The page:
• Tuesday, June 15th, 2010

The bandsaw holds a truly special place among woodworking machines because the woodworker interacts with it differently. I steadfastly contend that developing skill with a quality bandsaw can have greater effect on a craftsman’s development than with any other machine.

In use, the bandsaw feels to me more like a motorized hand tool. In contrast to operating a table saw, where the idea is to make the outcome of the cut a done-deal as much as possible beforehand, cutting at the bandsaw usually has an aspect of freedom. With the exception of resawing, I much more often cut to a line by eye than by using a fence, using it as a mostly non-jigged power tool. As evidence of the creativity fostered by the bandsaw, I use it almost exclusively in sawing pieces for mock ups. I can also feel the bandsaw’s cutting action – much like a hand tool – much more than with a table saw or router.

The bandsaw also allows us to use wood in ways no other power tool can. Resawing, cutting curves in thick stock, and cutting non-parallel to the edge of a board are tasks at the heart of how I build with wood. True, I could do those jobs with hand saws, but I prefer the bandsaw the great majority of the time. For woodworkers doing other types of work, such as turning, chairmaking, shop-made veneering, boatbuilding, and musical instrument making, the bandsaw is pivotal in getting the most from nature’s bounty of wood.

Consider what is involved with setting up and tuning a bandsaw compared with other machines. When setting up a jointer, it is a fairly clear-cut, though hardly easy, task: tables flat and parallel, all knife edges parallel to the tables, fence square to the table, etc. Lots of imperatives, not many decisions.

The bandsaw, on the other hand, leaves more room for personal preferences within a range of reasonable options. Do you like the wheels flat or crowned? What style of blade guides do you prefer? Where do you like to set the thrust bearing? How much tension on the blade? On these and many other bandsaw tuning issues, reasonable people can disagree. Though only two different blades cover almost all of my needs, it took me considerable research and trial and error to refine those choices from the myriad available, leaving aside many other good ones.

This is another way of saying that the bandsaw allows for personalization. In fact, it really demands that a skilled user exercise his preferences more than with other machines.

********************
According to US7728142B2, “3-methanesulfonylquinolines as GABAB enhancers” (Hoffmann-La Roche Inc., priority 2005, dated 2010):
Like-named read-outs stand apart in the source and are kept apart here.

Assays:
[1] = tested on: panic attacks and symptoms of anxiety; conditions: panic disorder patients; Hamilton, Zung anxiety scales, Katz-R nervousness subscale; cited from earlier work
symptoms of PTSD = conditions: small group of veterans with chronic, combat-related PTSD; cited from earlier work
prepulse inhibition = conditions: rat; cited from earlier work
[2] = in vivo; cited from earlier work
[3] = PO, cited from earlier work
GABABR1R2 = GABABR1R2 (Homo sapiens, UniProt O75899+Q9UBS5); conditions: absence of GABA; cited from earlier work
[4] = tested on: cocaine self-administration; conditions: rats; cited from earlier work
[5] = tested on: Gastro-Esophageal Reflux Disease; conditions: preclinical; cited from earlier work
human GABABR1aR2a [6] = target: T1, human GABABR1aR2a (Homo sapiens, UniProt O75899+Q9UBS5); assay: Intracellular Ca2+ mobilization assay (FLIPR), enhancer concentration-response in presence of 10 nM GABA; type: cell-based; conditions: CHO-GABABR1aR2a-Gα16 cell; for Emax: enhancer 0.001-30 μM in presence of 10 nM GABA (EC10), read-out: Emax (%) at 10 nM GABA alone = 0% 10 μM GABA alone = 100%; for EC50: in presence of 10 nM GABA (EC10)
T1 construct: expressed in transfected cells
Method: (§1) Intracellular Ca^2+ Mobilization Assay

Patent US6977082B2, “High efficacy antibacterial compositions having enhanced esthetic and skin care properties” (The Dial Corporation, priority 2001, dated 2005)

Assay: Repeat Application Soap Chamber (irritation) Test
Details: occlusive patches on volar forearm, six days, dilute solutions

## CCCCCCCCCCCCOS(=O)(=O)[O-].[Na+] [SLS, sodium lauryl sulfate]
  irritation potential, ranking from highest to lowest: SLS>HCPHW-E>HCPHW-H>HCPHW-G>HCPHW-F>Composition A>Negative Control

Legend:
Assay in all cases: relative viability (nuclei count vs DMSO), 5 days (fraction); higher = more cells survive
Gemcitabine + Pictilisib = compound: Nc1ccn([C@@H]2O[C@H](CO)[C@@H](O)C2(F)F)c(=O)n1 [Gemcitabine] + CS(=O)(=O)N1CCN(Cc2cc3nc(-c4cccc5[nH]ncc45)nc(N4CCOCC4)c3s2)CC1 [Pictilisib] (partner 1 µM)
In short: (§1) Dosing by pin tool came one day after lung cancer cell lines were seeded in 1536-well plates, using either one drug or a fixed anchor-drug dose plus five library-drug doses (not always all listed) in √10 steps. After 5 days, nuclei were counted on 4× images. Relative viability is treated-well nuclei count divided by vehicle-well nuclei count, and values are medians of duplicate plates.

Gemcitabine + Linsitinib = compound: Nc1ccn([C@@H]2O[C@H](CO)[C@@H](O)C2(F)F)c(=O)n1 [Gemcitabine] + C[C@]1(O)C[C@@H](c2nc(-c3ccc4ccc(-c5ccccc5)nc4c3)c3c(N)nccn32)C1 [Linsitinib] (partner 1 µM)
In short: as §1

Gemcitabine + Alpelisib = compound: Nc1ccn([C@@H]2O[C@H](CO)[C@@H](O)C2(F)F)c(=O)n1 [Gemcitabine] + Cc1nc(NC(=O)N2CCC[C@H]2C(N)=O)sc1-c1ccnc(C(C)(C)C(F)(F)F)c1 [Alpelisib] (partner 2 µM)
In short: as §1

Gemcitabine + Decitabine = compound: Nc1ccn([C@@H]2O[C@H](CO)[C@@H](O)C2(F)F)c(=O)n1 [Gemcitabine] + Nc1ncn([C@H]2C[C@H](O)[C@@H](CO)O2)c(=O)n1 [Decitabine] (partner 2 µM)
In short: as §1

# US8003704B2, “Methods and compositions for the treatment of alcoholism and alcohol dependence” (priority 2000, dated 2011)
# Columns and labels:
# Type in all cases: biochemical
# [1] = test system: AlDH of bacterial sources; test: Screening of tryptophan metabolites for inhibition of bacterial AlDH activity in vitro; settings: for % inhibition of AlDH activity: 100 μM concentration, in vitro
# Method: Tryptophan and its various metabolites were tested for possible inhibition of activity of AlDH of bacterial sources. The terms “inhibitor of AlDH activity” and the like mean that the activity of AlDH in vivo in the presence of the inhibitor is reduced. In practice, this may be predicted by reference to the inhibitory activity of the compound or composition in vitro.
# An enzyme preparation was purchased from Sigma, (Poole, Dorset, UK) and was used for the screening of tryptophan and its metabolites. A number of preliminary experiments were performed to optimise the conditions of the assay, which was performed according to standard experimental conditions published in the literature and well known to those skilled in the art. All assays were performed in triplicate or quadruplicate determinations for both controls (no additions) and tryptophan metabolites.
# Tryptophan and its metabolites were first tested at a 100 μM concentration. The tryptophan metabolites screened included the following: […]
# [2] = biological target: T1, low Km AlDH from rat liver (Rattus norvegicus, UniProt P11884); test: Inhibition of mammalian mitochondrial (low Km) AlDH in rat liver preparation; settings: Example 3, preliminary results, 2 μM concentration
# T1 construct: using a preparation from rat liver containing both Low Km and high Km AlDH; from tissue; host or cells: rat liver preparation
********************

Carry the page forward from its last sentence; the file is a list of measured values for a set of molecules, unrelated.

So, while I might sound like a bandsaw salesman, my real purpose in this post is to encourage woodworkers who are building their tool set, and who might be, ahem, on the fence, to put the bandsaw– and bandsaw skills – high on the list. It has the versatility and freedom of a hand tool, with a machine’s muscle.

Category: Tools and Shop
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6 Responses

  1. 1
    Tico vogt 

    Hi Rob,

    Agree about the points you’ve made here. It’s a wonderful tool. I remember seeing a nice photo in one of James Krenov’s book of him cutting out shelf support pegs. Also, in Sam Maloof’s book where he was shaping a chair arm. The versatile tasks it performs!

    When my son was little the bandsaw in my shop became the sword fabricator par excellence. “Dad, can you make Avi a sword” Buzz, buzz, “Here you go.” “How about one for Sean?” “Okay…” buzz, buzz…

    I envy the time you’ve spent researching all those variables. I grabbed a (badly) reconditioned 1940s Delta 20 ” when I was starting out and it has never been really right, so many problems. One of these days I’ll get a new one and really live a little!


  2. 2

    Well said Bob!
    I’ve been meaning to write something along these very lines myself,you’ve saved me the the hassle.I love my bandsaw & do indeed consider it a hand tool & even although it is only a small beastie,Scheppachs Basato 3,I have managed some quite meaty jobs,namely sawing up some 75mm thick aluminium stock!
    Cheers mate,

  3. 3

    I think this is why the bandsaw is often referred to as the neanderthal’s apprentice. Although I have slid down the slope into galootdom, and my table saw sits sadly in a corner as a glorified assembly table, I continually go back to my bandsaw for all manner of tasks. It has to be one of the most valuable tools in my shop.

  4. 4
    Jeff Kirby 

    My bandsaw is easily the most used powertool in my shop, but I never thought of it as a “motorized hand tool.” I have to admit that it’s a very good description, though. What are the two main blades that you spoke of using? I seem to have either a 1/2″ 3 TPI or a 1/4″ 4 TPI on my saw, but I’ve wondered what I could do with a very narrow (1/8″? 3/16″?) blade.

  5. 5

    Thanks for the comments.

    Here’s what works for me: I like Timberwolf blades from Suffolk Machinery.

    For cutting legs out of 8/4 or 12/4 stock, and for general curved work in 3/4 stock, I like a 3/8″ width, .025″ thick, 6 tpi “PC” blade. PC is Positive Claw is their name for hook teeth in a skip tooth pattern. About $25. I use gradual, sweeping curves in my work so the 3/8″ blade turns those just fine, and has more body than a 1/4″, though I guess the latter is more versatile for most woodworkers.

    For resawing, I like a 3/4″ width, .025″ thick, 2-3 tpi “VPC” blade. VPC is Variable Positive Claw which is a hook tooth with a variable pitch to reduce vibration. About $35. A carbide tipped blade has been on my wish list for a while but this blade does a good job.


  6. 6
    J Nelson 

    I’m more comfortable with a bandsaw than a tablesaw.

    I think resawing is one of the best advertisements for bandsaws. Rather than wasting expensive wood by running a board through a planer you can cut off thin slices of wood and save them for verneer. A tuned bandsaw is capable of making very fine cuts. Because bandsaw blades are thinner you tend to waste less wood on any kind of cut.